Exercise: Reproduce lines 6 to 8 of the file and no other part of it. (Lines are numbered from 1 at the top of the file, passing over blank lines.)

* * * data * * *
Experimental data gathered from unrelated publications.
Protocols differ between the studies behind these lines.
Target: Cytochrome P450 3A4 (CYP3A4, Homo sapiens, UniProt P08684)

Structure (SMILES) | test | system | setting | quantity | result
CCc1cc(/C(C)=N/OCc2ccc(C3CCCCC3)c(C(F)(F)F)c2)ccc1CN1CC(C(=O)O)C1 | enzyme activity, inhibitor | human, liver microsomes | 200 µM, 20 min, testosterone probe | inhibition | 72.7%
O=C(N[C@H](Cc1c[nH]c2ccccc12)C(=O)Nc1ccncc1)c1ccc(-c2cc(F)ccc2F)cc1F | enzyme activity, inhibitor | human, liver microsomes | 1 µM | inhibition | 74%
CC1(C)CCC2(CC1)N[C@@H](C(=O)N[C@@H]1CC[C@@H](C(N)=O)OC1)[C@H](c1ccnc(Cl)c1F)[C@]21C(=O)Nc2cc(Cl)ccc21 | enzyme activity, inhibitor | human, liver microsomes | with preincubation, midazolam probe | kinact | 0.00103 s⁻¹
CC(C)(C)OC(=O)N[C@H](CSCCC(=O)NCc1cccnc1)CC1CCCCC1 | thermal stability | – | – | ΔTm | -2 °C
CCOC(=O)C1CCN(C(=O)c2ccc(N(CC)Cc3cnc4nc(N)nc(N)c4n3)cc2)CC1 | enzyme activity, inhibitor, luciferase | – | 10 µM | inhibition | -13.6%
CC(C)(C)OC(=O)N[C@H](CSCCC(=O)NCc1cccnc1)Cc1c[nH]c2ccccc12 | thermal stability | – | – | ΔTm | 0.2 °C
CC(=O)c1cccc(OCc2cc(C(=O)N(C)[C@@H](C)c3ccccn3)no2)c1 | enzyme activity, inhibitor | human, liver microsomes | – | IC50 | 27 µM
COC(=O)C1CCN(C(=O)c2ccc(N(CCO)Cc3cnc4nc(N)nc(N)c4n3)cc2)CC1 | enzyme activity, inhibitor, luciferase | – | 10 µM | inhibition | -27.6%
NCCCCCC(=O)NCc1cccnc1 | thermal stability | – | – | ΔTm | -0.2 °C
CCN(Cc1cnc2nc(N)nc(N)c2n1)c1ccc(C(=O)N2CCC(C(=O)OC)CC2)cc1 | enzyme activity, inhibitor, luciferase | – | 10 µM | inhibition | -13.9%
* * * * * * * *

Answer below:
O=C(N[C@H](Cc1c[nH]c2ccccc12)C(=O)Nc1ccncc1)c1ccc(-c2cc(F)ccc2F)cc1F | enzyme activity, inhibitor | human, liver microsomes | 1 µM | inhibition | 74%
CC1(C)CCC2(CC1)N[C@@H](C(=O)N[C@@H]1CC[C@@H](C(N)=O)OC1)[C@H](c1ccnc(Cl)c1F)[C@]21C(=O)Nc2cc(Cl)ccc21 | enzyme activity, inhibitor | human, liver microsomes | with preincubation, midazolam probe | kinact | 0.00103 s⁻¹
CC(C)(C)OC(=O)N[C@H](CSCCC(=O)NCc1cccnc1)CC1CCCCC1 | thermal stability | – | – | ΔTm | -2 °C